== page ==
This epiphany, coupled with a desire to focus on songcraft over worrying about audience reaction, led her to the “Music City.” She reached out to Moore and prolific producer Reynolds, both of whom agreed to work with her. While she prepared significantly before arriving, Meyer says she approached the studio with a stress-free mindset for these sessions, which she saw as more collaborative.
“But I stuck to my guns when I needed to,” she says. Meyer points to the opening track on “Wings,” “Dream Poetry,” as being a case where she fought for her vision. The song starts as a rollicking piano-guided number, but takes an unexpected turn and shifts gears into a totally different tune
“At first people didn’t really understand what I was aiming for. Now I hear people say they really like what we did there. Some even say I should do even more music just like the bridge,” she says with a laugh.
Lyrically, “Wings” often reflects the way Meyer has come into her own, but parts also reflect the state of the world in 2019. “Soul Naturale” hits on the hyperspeed pace of life in the social-media age, while “High Hopes” came about following the 2016 United States presidential election.
“I’m not saying which side I was on, but I noticed a lot of people were depressed — especially in Seattle, which is such a liberal city. People were so dark,” she says. “I was lucky to be in Japan, where I didn’t have to read the headlines. But I wanted to have high hopes, and I think that’s contagious … but there was also a little bit of wondering how you have high hopes and make something positive when you have social media and things that tend to spiral negatively so quickly.”
Also on her mind was her first child, a daughter. Meyer says she was about 4½ months pregnant when recording “Wings,” and this actually made some of the process smoother.
“Singing was much easier being pregnant,” she says. “Having the extra weight there made my stomach super relaxed, and it helped with the projection of my voice.” She does say she took plenty of breaks rather than push herself, though. Two tracks on the album — “Original” and “Nashville Lullaby” — function as songs for her child.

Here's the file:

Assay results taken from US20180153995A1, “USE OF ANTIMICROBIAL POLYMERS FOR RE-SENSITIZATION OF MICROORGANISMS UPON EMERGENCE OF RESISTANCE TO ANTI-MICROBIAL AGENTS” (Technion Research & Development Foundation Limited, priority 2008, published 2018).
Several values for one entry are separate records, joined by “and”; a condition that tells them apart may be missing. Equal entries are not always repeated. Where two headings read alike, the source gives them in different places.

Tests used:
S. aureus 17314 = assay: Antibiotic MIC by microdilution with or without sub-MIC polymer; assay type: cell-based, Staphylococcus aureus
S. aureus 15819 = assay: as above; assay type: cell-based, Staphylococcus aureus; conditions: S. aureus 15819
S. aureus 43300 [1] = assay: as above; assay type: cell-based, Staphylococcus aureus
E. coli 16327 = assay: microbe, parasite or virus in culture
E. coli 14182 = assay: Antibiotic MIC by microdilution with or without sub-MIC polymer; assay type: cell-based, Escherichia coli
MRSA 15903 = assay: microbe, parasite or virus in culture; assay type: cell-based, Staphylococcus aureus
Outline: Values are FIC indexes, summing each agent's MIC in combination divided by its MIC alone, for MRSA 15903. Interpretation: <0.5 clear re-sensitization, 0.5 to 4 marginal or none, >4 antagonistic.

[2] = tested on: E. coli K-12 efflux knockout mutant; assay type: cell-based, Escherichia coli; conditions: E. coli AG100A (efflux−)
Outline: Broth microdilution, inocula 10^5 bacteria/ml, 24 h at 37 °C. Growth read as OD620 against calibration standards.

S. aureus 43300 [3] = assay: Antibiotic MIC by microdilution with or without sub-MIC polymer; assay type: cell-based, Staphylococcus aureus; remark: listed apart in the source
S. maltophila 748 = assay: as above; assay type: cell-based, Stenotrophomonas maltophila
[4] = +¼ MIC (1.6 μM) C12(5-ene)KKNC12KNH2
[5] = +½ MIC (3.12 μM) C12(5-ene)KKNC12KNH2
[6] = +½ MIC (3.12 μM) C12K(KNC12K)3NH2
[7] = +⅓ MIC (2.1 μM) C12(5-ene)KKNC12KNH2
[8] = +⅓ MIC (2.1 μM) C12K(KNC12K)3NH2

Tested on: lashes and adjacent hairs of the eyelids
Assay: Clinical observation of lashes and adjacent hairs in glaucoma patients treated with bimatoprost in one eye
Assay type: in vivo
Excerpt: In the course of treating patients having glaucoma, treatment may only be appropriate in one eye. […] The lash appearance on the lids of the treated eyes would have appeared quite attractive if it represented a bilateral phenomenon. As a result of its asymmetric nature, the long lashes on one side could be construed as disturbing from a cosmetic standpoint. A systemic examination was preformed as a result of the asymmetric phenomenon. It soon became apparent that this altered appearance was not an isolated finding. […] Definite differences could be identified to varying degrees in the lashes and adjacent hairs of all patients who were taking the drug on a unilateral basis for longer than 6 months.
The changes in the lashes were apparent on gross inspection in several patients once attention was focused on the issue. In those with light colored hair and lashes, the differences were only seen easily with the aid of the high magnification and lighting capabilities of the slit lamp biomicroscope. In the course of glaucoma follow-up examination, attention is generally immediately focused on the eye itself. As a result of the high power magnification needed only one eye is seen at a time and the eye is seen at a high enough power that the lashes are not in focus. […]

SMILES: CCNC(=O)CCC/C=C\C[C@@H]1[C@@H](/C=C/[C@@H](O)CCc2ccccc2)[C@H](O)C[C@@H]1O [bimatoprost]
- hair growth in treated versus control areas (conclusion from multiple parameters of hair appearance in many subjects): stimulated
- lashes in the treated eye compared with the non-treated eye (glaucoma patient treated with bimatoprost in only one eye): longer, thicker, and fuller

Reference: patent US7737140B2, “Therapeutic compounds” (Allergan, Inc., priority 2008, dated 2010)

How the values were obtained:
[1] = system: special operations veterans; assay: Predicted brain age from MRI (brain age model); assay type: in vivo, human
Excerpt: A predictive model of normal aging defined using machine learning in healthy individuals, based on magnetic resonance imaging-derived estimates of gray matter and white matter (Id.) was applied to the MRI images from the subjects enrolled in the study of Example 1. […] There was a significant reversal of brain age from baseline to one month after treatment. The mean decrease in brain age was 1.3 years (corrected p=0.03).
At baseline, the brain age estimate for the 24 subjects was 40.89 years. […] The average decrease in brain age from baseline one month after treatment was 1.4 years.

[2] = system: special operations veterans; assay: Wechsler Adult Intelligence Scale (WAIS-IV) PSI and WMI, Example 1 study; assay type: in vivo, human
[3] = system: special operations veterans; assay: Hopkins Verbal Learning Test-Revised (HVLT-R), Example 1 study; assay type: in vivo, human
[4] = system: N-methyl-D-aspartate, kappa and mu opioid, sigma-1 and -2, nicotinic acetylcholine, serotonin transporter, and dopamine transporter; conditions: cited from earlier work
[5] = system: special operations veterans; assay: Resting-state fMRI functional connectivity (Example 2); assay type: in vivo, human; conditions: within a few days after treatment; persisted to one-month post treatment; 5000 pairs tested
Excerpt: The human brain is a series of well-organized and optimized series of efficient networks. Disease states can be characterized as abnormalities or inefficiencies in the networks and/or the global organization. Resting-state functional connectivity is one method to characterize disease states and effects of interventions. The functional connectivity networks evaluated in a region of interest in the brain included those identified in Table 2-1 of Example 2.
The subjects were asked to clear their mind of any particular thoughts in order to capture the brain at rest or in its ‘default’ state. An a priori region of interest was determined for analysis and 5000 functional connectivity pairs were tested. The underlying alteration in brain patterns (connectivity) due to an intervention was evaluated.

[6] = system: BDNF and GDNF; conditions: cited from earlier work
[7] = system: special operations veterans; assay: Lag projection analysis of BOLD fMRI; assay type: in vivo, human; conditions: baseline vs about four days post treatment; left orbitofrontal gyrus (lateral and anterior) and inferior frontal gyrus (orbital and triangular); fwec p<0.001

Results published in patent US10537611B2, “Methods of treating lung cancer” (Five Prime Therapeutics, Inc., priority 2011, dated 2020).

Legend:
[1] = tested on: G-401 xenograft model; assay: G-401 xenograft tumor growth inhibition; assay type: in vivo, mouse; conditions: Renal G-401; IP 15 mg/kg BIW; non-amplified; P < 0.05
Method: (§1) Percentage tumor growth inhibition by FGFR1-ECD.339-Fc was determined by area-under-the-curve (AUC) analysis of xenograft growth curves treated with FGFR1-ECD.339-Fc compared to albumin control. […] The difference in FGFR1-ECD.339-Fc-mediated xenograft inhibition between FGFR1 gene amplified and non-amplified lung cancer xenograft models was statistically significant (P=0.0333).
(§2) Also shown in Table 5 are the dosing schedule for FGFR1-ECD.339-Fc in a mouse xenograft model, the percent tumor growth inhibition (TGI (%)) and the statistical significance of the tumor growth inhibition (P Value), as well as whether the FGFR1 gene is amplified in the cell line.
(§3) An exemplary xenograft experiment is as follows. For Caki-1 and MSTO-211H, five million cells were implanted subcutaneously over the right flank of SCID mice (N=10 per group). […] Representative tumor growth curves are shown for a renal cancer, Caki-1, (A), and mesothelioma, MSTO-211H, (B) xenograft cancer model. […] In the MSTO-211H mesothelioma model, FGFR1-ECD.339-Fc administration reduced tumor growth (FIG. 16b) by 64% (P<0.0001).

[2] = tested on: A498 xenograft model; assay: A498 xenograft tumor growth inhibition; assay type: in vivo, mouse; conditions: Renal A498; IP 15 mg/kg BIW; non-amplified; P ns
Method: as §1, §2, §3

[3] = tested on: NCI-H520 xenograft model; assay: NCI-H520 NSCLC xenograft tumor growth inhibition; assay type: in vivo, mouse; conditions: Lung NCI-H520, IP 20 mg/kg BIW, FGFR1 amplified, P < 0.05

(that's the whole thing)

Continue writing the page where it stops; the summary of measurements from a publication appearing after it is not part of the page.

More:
Besides motherhood, much has changed for Meyer. A decade ago Japan was enjoying a singer-songwriter boom that she was lucky to be part of, while non-Japanese artists were more embraced than they are now in the domestic market.
“It’s a real hard time, actually, releasing an album like this. My manager actually asked me, ‘Are you sure you want to do this?’ and I was like, ‘I’m sorry, I do,'” she says with a laugh. Meyer says the other option on the table was to do a cover album of more jazz standards or of ’70s Japanese songs.
But she stuck to what she wanted to do, and it paid off with those following her career most closely.
“The album is only available in Japan right now, but Spotify put it up worldwide by mistake. So I had to take it down,” she says. “But for the first time ever, I got a lot of messages from people saying they were enjoying the album, ‘Why can’t I hear it anymore?’ To me that means a lot, that there is a non-Japanese audience out there that cares enough to message me when they can’t get the music. That made it worth it, making this album.”
For more information on Emi Meyer, visit emimeyer.jp.